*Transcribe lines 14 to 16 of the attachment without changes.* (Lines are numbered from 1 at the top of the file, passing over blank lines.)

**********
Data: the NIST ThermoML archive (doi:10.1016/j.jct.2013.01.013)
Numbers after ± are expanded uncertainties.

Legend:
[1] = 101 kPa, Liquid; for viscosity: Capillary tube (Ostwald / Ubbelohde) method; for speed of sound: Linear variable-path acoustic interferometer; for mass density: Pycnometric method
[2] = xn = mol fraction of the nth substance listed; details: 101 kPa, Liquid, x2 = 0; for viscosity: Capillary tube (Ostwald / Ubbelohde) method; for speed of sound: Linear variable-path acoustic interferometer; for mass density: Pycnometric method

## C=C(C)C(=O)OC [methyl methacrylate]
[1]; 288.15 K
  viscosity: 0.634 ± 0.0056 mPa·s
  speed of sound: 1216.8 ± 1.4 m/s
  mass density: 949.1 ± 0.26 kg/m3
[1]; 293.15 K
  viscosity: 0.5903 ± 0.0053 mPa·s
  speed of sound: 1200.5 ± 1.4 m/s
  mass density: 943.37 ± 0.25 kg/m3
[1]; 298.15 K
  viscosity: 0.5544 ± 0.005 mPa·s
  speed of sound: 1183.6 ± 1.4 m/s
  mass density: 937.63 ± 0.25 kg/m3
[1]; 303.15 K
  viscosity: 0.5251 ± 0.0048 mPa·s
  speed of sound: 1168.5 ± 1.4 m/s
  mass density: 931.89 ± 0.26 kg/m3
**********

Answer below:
  mass density: 943.37 ± 0.25 kg/m3
[1]; 298.15 K
  viscosity: 0.5544 ± 0.005 mPa·s